When I was a little kid I excitedly looked forward to the start of a brand new school year. In particular I loved the freshness each new beginning proffered. Complete with crisp work books abounding with clean neat pages.
I would always start the new school year so meticulously. Writing with nothing but my most perfect penmanship. Everything pristine. Until the first screwup. An ink blob. A dog-eared page. A greasy-fingered french fry print. Whatever it was that blemished my efforts. And with that inaugural blight my endeavours at fastidiousness vanished.
As we enter 2015 it occurs to me that running, be it in training or in a race, can elicit similar behavioural responses in many of us.
We start our campaigns with hearty gusto. Determined to be more disciplined. Adamant about running ever faster. And then it happens. A bad week of training. A poor split time. And our resolve crumples.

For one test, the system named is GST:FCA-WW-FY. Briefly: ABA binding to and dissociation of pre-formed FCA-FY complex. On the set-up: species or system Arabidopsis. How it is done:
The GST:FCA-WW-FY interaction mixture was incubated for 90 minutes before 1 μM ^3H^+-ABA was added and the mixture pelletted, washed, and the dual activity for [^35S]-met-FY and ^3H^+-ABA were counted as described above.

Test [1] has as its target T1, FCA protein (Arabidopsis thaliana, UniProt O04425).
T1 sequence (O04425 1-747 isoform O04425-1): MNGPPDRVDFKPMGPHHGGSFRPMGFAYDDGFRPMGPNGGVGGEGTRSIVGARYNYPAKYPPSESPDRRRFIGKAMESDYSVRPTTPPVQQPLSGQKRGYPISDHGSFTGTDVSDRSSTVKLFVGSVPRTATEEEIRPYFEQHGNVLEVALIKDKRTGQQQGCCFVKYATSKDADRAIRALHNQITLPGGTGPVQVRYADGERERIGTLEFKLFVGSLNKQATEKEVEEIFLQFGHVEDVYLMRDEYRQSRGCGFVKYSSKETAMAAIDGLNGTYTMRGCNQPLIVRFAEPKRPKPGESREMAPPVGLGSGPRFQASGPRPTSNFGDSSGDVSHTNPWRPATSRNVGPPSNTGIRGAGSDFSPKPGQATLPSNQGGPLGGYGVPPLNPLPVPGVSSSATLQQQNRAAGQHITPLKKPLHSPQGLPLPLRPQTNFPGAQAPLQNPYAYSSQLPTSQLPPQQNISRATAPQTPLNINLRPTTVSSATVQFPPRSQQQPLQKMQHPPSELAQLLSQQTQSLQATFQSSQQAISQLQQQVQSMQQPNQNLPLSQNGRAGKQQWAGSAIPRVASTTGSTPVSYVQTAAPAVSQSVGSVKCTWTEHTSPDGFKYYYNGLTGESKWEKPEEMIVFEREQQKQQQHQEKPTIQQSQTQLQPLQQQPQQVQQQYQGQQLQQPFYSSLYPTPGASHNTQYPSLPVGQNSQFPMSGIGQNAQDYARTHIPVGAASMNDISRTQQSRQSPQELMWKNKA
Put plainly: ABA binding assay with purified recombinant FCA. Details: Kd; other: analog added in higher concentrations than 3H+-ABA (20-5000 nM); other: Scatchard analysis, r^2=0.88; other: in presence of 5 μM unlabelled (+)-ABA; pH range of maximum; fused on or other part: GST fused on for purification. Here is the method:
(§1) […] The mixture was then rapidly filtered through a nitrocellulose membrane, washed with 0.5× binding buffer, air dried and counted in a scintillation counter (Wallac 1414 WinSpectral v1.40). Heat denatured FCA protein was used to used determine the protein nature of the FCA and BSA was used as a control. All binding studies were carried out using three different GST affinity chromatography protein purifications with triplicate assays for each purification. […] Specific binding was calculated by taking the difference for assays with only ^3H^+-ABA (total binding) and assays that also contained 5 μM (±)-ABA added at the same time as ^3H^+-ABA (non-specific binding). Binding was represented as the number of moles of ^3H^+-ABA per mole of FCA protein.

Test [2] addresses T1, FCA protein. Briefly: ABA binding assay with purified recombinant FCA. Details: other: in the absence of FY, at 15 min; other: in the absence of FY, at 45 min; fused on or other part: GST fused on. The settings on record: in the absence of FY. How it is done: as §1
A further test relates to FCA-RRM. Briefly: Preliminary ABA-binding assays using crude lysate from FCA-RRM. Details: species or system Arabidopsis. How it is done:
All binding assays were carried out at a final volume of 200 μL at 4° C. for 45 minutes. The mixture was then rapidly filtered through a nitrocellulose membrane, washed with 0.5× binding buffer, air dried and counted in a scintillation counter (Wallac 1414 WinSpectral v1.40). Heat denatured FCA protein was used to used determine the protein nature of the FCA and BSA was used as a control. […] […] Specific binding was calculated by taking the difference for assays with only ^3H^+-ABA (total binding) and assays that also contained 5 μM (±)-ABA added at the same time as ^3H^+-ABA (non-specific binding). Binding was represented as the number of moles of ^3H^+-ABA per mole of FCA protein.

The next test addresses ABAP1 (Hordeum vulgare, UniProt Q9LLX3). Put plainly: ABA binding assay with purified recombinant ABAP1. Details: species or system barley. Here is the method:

But it needn’t be that way. And it shouldn’t be that way.
As we enter a fresh new year with all the high hopes and expectations of personal bests and Boston Qualifying times, we do well in remembering that there will be bad runs, missed workouts, and slow race times. It doesn’t mean we give up. It means we learn to fight.
The perfect run may be rare and fleeting. But reasons to enjoy the benefits of our sport, reasons to be grateful for our health and fitness, and reasons to be proud of giving it our best, are all plentiful.
Happy New Year.
And happy running!